The terrain changes in California as quickly as the gas
prices and speed limits. We have gone from ocean to mountains to desert
in mere miles. The geography is odd. The land is flat, but then quickly
juts up--like large crocodile scales. Picture an ant in a sand box that
has rocks thrown in it and that is what the Mojave feels like. I am
nothing, but a small ant in God’s enormous sandbox.
As we crossed Death Valley (a name that is fitting), we
came to the Calico ghost town. In 1880, Calico was a silver mining town.
The town prospered for 16 years. With the drop of silver value from
$1.29 to 53 cents per ounce, Calico soon became deserted in the desert.
Records show that $85,000,000 worth of silver came from the mines.
Calico was once the home of 3,500 people, but today it is as empty as
We made our way up the dusty path to Calico. Shockingly,
we were greeted by the sound of gunfire. Believe it or not, a Civil War
reenactment was going on right in downtown Calico. The rebels took the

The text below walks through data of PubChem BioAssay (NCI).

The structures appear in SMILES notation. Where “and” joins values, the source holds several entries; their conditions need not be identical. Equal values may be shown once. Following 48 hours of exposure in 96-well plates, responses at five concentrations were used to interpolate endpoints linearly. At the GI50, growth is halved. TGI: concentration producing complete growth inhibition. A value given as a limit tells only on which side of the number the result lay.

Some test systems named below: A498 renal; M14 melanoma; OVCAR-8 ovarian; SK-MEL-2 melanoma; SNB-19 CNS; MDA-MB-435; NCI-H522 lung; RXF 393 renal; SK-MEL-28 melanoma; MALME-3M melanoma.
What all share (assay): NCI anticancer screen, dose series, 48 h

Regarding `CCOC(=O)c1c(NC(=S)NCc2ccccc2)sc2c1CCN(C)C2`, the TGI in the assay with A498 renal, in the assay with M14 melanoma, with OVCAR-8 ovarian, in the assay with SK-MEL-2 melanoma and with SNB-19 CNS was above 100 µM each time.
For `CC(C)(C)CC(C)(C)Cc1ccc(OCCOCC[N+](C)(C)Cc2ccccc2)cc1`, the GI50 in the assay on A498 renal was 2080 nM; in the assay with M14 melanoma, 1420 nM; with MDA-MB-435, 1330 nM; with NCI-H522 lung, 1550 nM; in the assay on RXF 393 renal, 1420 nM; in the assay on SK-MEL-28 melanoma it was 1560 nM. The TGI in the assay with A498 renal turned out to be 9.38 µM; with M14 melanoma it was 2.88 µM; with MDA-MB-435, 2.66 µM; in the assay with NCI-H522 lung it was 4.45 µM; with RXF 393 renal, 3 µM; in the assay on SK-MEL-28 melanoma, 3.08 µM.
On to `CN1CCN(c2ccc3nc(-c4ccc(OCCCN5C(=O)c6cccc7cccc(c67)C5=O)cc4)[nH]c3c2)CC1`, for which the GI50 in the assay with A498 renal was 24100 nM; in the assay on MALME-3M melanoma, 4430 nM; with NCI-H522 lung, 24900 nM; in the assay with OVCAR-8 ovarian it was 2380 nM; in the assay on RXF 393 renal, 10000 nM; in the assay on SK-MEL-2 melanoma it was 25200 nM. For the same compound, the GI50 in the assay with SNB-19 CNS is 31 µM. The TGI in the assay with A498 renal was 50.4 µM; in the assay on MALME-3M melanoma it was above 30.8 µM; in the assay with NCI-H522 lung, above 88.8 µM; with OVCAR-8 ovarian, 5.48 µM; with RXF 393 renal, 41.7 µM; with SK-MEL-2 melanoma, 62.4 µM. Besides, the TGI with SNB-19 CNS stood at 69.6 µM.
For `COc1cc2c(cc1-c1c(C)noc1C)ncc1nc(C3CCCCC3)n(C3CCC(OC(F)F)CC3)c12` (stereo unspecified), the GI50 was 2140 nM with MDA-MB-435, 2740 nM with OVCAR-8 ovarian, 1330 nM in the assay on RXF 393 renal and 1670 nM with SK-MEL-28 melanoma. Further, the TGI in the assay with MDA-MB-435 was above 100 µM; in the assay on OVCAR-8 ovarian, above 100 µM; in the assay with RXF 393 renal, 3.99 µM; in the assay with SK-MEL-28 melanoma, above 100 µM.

victory and, later, Lincoln got up to give the Gettysburg Address. It
was strange seeing the Johnny Rebs and the Yankees marching in the
Mojave Desert, but good to know our nation’s history is remembered and
celebrated beyond where the battles raged.
Calico was a town worth our visit. We rambled through it
like an old miner searching for riches. The treasure we found was not
silver or gold, but the “Vision” of “what used to be” in the town called
When the vagabonds long to rove afar
And ride the lonely way,
Out where the desert mountains are
And the trail winds away.
They skirt Dry Lake with its swirling dust
And cross the mountain trails,
With sage and greasewood on the desert crust,
And winds that sigh and wail;
Where the mountain sides are weathered and stained
Like the hues of a great rainbow,
When the goals they yearn for is almost gained
That’s right--It’s Calico . . .
Mlynek is the new Chronicle reporter. She and her husband Andrew are new
residents of Calhoun County. She has taught middle school math and
science for most of her career. He is retired from the U.S. Army and has
a degree in historical restoration and preservation.
After visiting the Calhoun area on several
occasions, they fell in love with its charm and people. Moving was not a
challenge for this military family. Their last home was on the shores of
Oahu, Hawaii. After traveling a great distance, they have found a home
in West Virginia. They were both born and raised in Ohio, but the
Mountain State is where they have chosen to reside.)